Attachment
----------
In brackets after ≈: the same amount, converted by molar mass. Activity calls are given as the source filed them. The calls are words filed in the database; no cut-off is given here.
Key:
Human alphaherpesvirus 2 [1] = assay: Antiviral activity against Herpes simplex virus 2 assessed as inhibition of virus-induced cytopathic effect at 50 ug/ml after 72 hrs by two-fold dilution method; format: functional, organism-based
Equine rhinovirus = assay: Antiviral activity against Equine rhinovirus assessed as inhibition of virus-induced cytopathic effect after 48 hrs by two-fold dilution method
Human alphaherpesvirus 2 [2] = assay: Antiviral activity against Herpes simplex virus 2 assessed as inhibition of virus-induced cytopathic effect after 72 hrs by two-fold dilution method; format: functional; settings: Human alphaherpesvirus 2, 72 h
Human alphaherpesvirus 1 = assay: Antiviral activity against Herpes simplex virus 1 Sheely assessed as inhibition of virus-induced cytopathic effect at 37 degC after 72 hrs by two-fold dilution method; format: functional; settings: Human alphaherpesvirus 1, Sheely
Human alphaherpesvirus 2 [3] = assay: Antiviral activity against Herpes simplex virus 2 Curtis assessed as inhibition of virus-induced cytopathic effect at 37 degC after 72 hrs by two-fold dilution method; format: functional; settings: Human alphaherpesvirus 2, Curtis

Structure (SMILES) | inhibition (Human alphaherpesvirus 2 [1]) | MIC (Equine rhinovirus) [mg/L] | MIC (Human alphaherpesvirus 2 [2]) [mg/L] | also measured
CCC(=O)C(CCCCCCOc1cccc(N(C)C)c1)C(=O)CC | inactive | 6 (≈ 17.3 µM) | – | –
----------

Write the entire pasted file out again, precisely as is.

In brackets after ≈: the same amount, converted by molar mass. Activity calls are given as the source filed them. The calls are words filed in the database; no cut-off is given here.
Key:
Human alphaherpesvirus 2 [1] = assay: Antiviral activity against Herpes simplex virus 2 assessed as inhibition of virus-induced cytopathic effect at 50 ug/ml after 72 hrs by two-fold dilution method; format: functional, organism-based
Equine rhinovirus = assay: Antiviral activity against Equine rhinovirus assessed as inhibition of virus-induced cytopathic effect after 48 hrs by two-fold dilution method
Human alphaherpesvirus 2 [2] = assay: Antiviral activity against Herpes simplex virus 2 assessed as inhibition of virus-induced cytopathic effect after 72 hrs by two-fold dilution method; format: functional; settings: Human alphaherpesvirus 2, 72 h
Human alphaherpesvirus 1 = assay: Antiviral activity against Herpes simplex virus 1 Sheely assessed as inhibition of virus-induced cytopathic effect at 37 degC after 72 hrs by two-fold dilution method; format: functional; settings: Human alphaherpesvirus 1, Sheely
Human alphaherpesvirus 2 [3] = assay: Antiviral activity against Herpes simplex virus 2 Curtis assessed as inhibition of virus-induced cytopathic effect at 37 degC after 72 hrs by two-fold dilution method; format: functional; settings: Human alphaherpesvirus 2, Curtis

Structure (SMILES) | inhibition (Human alphaherpesvirus 2 [1]) | MIC (Equine rhinovirus) [mg/L] | MIC (Human alphaherpesvirus 2 [2]) [mg/L] | also measured
CCC(=O)C(CCCCCCOc1cccc(N(C)C)c1)C(=O)CC | inactive | 6 (≈ 17.3 µM) | – | –